When Nigeria invests in girls’ health, safety, education and rights – in times of peace and crisis – we empower these girls to reach for their dreams and build better lives for themselves and their communities. Investing in girls’ health also ensures that Nigeria can make progress in achieving the sustainable development goals.

Increasing the health budget will ensure that programs that work to meet the National demand for Family Planning can be funded, towards saving the lives of Nigerian girls and reaping benefits across the liked issues.

As National Coordinator of the AAFP and Technical Director of the AAFP Partnership for Advocacy in Child and Family Health (PACFaH) project, a partnership project of indigenous non-governmental organizations, working to improve the health and wellbeing of Nigerian children and families, I would like to commend the work done so far by the Executive and Legislative Arms of the government in preparation for the proposal, defense and approval of the 2017 budget. We are particularly pleased at the perceived commitments from all sections to ensure an increase in the Health Budget. We look forward to translation of these commitments into outcome.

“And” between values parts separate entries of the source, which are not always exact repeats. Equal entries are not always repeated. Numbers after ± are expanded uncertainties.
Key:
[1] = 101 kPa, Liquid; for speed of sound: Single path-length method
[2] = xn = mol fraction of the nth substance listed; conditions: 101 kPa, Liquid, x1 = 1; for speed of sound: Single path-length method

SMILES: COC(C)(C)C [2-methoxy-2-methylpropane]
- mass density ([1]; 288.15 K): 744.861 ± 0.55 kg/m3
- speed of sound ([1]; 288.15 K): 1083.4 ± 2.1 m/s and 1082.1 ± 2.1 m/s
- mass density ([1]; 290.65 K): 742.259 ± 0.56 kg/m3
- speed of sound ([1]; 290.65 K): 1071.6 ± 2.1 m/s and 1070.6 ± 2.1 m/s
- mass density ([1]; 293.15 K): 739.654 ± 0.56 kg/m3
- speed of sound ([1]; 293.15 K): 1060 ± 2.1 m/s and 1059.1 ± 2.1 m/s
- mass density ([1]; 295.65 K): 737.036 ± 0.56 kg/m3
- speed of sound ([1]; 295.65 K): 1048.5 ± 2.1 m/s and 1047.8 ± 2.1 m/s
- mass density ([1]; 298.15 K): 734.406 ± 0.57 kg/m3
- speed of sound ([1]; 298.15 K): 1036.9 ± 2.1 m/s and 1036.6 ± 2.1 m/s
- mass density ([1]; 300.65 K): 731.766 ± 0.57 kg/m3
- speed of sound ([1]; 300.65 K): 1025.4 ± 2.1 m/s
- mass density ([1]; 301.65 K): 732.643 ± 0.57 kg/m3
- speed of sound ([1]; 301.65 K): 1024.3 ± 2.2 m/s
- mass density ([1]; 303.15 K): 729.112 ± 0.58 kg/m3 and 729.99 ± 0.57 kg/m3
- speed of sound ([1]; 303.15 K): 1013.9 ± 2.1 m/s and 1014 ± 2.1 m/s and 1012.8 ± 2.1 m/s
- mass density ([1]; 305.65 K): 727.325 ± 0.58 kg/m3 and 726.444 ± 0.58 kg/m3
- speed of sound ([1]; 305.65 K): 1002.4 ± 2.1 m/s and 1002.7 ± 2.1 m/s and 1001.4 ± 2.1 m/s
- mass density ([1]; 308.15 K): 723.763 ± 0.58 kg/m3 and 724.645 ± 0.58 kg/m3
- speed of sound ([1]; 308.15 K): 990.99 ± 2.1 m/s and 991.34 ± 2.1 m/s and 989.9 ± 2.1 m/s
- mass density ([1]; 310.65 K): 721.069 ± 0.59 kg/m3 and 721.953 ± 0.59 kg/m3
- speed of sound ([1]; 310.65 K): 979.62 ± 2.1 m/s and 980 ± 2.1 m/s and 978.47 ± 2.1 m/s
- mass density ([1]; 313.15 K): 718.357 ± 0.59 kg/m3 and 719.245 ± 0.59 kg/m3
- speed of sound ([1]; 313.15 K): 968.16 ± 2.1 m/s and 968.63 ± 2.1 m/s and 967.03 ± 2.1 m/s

We would however like use this opportunity of the International Day for the Girl Child to call on the National Assembly to show their commitments to the Girl Child by ensuring that the relevant programs for child and family health are adequately budgeted for, and the overall 2017 Health budget is increased.

We would like to iterate that an investment in health is what counts for Girls!”

 

The 4th Nigeria Family Planning Conference organized by the Association for the Advancement of Family Planning (AAFP) in collaboration with the Federal Ministry of Health (MOH) and other stakeholders holds from 7th – 9th November, at the Sheraton Hotels, Abuja.

The biennial conference provides opportunity for fostering policy debates, exchange of ideas and sharing experiences on FP/reproductive health issues especially on securing consensus on specific ways family planning can help reduce maternal mortality as well as contribute to Nigeria’s national development.